She lifts us up where we belong
With a foreword by Joni Mitchell, the new Buffy Sainte-Marie biography is adulatory for lots of good reasons.
October 02nd, 2018
Blacklisted by two American presidents, the Universal Soldier songstress breastfed her child on Sesame Street in 1977 and won a Best Song Oscar in 1983 for Up Where We Belong.
Buffy Sainte-Marie: The Authorized Biography
by Andrea Warner, foreword by Joni Mitchell
Vancouver: Greystone Books 2018
$36.00 / 9781771643580
Reviewed by Jo-Anne Fiske
Envision a young woman, naïve and conservative in 1965. She sat proudly in her undergraduate history class as the professor led discussion on the fifty-year commemoration of Canada’s contribution to the First World War, “the war to end all wars.” Canada’s efforts had brought the country to the world stage when its citizen army in the trenches of the Western Front emerged as shock troops dreaded by their enemy and respected by their allies. This young woman was particularly proud of the Canadian infantry for her late father had enlisted voluntarily. Because of his service she was now receiving Department of Veteran Affairs sponsorship to attend university.
Then contemplate how this same young woman felt as a classmate rose to register his condemnation of all war, reciting the now iconic lines from “The Universal Soldier:”
He’s the one who gives his body
As a weapon of the war
And without him all this killing can’t go on
He’s the universal soldier and he really is to blame.
Thus was I introduced to the art and heart of Buffy Sainte-Marie: folk singer extraordinaire whose unflinching confrontation with injustice disrupted my complacency.
Written in 1962 and released in 1964, “Universal Soldier,” which condemned America’s war in Vietnam, became one of two protest anthems that defined Sainte-Marie’s musical and political agendas in the 1960s and 70s. On the same album, It’s My Way! , “Now that the Buffalo’s Gone” was equally compelling in its indictment of injustices perpetrated against Indigenous people; it called for Americans to recognize contemporary confiscation of Indigenous land specifically violation of treaty to build Kinzua Dam in Seneca territory: “Oh, it’s all in the past you can say / But it’s still going on here today.”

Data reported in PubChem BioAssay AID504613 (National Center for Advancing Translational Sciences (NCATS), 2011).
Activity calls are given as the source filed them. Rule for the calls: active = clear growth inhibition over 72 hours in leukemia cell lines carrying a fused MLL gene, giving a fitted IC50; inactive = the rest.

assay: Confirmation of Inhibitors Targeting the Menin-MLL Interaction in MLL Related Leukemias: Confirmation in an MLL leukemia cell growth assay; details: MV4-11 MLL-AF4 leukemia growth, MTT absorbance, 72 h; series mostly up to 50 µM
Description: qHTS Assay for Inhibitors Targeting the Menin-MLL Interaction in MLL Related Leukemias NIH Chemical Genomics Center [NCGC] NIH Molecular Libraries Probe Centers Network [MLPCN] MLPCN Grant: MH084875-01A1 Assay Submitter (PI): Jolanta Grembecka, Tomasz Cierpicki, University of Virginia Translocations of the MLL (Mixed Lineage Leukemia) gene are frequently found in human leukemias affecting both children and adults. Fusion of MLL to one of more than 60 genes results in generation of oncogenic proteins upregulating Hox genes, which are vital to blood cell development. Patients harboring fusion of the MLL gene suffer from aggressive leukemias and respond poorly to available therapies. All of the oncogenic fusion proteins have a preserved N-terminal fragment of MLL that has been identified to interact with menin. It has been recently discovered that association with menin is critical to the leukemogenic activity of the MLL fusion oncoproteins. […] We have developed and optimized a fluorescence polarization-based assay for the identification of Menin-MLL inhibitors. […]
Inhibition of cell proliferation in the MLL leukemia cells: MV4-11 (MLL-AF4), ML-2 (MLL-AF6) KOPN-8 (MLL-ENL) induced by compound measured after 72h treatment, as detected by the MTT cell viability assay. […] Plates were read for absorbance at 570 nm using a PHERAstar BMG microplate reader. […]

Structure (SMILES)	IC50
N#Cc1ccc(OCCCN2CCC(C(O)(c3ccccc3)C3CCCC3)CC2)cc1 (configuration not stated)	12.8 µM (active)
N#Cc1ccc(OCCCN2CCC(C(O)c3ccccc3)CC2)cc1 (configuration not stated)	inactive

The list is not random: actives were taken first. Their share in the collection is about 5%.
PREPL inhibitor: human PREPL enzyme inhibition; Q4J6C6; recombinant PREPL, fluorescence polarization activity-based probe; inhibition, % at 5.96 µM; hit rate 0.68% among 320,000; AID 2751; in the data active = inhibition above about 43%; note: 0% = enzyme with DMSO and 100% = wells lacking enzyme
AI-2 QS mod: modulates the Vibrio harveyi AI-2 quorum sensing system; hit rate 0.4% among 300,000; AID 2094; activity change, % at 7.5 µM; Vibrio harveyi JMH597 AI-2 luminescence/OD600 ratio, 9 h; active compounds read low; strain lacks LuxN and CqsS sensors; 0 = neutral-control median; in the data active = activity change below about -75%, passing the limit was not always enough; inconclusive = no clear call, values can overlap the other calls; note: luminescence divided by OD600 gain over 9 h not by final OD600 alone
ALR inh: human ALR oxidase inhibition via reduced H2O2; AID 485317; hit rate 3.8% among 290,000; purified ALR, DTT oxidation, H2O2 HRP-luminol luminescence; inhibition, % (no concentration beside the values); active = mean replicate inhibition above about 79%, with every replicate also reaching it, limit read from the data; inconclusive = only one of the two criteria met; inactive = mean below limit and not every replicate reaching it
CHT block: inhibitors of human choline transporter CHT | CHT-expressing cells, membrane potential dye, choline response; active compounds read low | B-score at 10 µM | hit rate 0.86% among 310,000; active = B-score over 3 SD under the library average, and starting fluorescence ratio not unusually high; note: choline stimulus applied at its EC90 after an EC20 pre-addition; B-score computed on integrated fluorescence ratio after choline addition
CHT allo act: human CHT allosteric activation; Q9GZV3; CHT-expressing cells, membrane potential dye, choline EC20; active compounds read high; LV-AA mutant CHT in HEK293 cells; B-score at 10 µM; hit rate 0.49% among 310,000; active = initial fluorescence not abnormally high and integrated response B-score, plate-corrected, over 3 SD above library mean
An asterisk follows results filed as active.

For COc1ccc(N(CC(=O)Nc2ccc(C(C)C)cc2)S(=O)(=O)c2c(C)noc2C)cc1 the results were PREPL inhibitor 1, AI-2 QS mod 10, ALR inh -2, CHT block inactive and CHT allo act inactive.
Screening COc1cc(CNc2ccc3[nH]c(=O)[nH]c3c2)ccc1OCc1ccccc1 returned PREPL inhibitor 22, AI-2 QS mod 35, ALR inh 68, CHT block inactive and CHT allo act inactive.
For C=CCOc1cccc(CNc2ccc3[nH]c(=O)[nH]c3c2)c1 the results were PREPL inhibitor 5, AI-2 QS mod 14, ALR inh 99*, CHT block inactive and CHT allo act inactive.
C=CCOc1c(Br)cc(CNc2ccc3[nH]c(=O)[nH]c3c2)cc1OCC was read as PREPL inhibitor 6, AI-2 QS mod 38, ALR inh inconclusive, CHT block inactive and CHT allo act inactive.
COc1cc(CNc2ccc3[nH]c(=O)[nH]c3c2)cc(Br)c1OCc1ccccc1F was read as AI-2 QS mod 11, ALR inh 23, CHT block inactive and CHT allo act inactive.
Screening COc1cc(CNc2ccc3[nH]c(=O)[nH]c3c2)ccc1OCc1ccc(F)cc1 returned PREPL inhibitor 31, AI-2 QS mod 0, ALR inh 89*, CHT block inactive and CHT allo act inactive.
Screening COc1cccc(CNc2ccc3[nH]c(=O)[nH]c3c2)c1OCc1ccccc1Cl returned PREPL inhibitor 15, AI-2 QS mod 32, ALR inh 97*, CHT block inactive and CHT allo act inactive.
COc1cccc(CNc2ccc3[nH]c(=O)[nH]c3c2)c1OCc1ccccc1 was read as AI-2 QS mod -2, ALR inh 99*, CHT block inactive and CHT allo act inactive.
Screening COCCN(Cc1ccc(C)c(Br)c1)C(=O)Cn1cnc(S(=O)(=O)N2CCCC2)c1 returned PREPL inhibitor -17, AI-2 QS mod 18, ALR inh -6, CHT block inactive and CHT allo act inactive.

As with many of her protest folksongs, “Now that the Buffalo’s Gone” resonates today as First Nations continue their struggles to defend their lands, which leads Sainte-Marie to update her lyrics as new injustices are revealed.
As the turbulence of the anti-war movement spread into the 1970s, and social justice demands rose and intertwined in the voices of Black American, Native American, and women, Buffy Sainte-Marie stood at the centre of artistic leadership of the era. She had surfaced as a guitarist and folk singer from the urban coffee shop scene she had shared with the likes of Woody Guthrie and Peter Seeger and then forged ahead of them as she merged a range of genres — funk, soul rock, torch ballads, and love songs, and innovative vocal techniques drawn from pow-wow music and the vibrato of Edith Piaf with new electronic technologies. She wrote music scores for movies and joined the cast of “Sesame Street” — and famously breastfed her baby on television in 1977.
The heady successes of the 1970s were followed by earning an Oscar in 1983 for the melody “Up Where We Belong,” for the movie An Officer and a Gentleman, co-written by her then husband Jack Nitzsche. The marriage, however, soon became abusive, and after seven years Sainte-Marie fled with her young son, Cody Wolfchild. Sainte Marie reflects on the abuse and its personal costs and warns women who remain with abusive partners that “It was not worth it. Please do not go through it.” Warner posits the abusive relationship that ended in 1989 as one reason for a sixteen-year break between recording her 1976 album Sweet America and her 1992 comeback album Coincidence and Likely Stories, which Warner praises for its political provocation and sonic experimentation.